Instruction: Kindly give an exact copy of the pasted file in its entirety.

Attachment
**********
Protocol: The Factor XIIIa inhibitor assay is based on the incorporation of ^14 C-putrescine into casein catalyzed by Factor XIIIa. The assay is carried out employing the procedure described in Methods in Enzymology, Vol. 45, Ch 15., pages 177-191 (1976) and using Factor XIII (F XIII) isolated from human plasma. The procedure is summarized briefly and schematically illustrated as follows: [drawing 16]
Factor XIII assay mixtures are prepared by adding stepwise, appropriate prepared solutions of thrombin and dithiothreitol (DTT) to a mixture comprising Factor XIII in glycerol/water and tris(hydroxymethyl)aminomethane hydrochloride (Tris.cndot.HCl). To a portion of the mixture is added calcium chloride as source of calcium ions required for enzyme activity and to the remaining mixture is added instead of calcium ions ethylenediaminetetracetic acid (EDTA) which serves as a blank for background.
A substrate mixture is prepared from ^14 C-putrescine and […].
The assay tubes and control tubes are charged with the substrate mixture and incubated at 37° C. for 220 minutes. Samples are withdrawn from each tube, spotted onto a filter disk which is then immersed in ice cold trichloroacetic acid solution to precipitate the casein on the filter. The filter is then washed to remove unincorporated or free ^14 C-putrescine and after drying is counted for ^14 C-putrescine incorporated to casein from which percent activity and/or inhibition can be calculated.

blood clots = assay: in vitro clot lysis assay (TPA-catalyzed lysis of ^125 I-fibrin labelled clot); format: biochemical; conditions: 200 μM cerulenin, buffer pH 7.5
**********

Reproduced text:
Protocol: The Factor XIIIa inhibitor assay is based on the incorporation of ^14 C-putrescine into casein catalyzed by Factor XIIIa. The assay is carried out employing the procedure described in Methods in Enzymology, Vol. 45, Ch 15., pages 177-191 (1976) and using Factor XIII (F XIII) isolated from human plasma. The procedure is summarized briefly and schematically illustrated as follows: [drawing 16]
Factor XIII assay mixtures are prepared by adding stepwise, appropriate prepared solutions of thrombin and dithiothreitol (DTT) to a mixture comprising Factor XIII in glycerol/water and tris(hydroxymethyl)aminomethane hydrochloride (Tris.cndot.HCl). To a portion of the mixture is added calcium chloride as source of calcium ions required for enzyme activity and to the remaining mixture is added instead of calcium ions ethylenediaminetetracetic acid (EDTA) which serves as a blank for background.
A substrate mixture is prepared from ^14 C-putrescine and […].
The assay tubes and control tubes are charged with the substrate mixture and incubated at 37° C. for 220 minutes. Samples are withdrawn from each tube, spotted onto a filter disk which is then immersed in ice cold trichloroacetic acid solution to precipitate the casein on the filter. The filter is then washed to remove unincorporated or free ^14 C-putrescine and after drying is counted for ^14 C-putrescine incorporated to casein from which percent activity and/or inhibition can be calculated.

blood clots = assay: in vitro clot lysis assay (TPA-catalyzed lysis of ^125 I-fibrin labelled clot); format: biochemical; conditions: 200 μM cerulenin, buffer pH 7.5